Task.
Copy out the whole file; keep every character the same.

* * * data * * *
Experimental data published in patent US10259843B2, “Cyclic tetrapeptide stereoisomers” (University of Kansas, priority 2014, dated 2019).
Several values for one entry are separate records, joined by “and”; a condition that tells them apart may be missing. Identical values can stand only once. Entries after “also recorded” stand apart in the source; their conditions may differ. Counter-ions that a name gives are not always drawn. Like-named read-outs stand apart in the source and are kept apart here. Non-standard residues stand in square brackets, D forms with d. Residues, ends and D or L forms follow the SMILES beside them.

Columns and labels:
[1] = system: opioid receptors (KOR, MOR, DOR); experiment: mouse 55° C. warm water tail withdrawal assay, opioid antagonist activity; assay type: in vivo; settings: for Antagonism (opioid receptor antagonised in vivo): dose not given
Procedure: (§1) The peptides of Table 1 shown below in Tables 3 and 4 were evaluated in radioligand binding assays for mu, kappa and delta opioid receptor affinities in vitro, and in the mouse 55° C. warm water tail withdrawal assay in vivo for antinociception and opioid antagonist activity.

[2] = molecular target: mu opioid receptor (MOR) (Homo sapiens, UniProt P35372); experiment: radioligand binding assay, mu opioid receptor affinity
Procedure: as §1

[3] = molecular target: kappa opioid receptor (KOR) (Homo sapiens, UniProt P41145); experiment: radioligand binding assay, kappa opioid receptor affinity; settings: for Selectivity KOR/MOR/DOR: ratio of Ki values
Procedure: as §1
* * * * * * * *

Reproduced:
Experimental data published in patent US10259843B2, “Cyclic tetrapeptide stereoisomers” (University of Kansas, priority 2014, dated 2019).
Several values for one entry are separate records, joined by “and”; a condition that tells them apart may be missing. Identical values can stand only once. Entries after “also recorded” stand apart in the source; their conditions may differ. Counter-ions that a name gives are not always drawn. Like-named read-outs stand apart in the source and are kept apart here. Non-standard residues stand in square brackets, D forms with d. Residues, ends and D or L forms follow the SMILES beside them.

Columns and labels:
[1] = system: opioid receptors (KOR, MOR, DOR); experiment: mouse 55° C. warm water tail withdrawal assay, opioid antagonist activity; assay type: in vivo; settings: for Antagonism (opioid receptor antagonised in vivo): dose not given
Procedure: (§1) The peptides of Table 1 shown below in Tables 3 and 4 were evaluated in radioligand binding assays for mu, kappa and delta opioid receptor affinities in vitro, and in the mouse 55° C. warm water tail withdrawal assay in vivo for antinociception and opioid antagonist activity.

[2] = molecular target: mu opioid receptor (MOR) (Homo sapiens, UniProt P35372); experiment: radioligand binding assay, mu opioid receptor affinity
Procedure: as §1

[3] = molecular target: kappa opioid receptor (KOR) (Homo sapiens, UniProt P41145); experiment: radioligand binding assay, kappa opioid receptor affinity; settings: for Selectivity KOR/MOR/DOR: ratio of Ki values
Procedure: as §1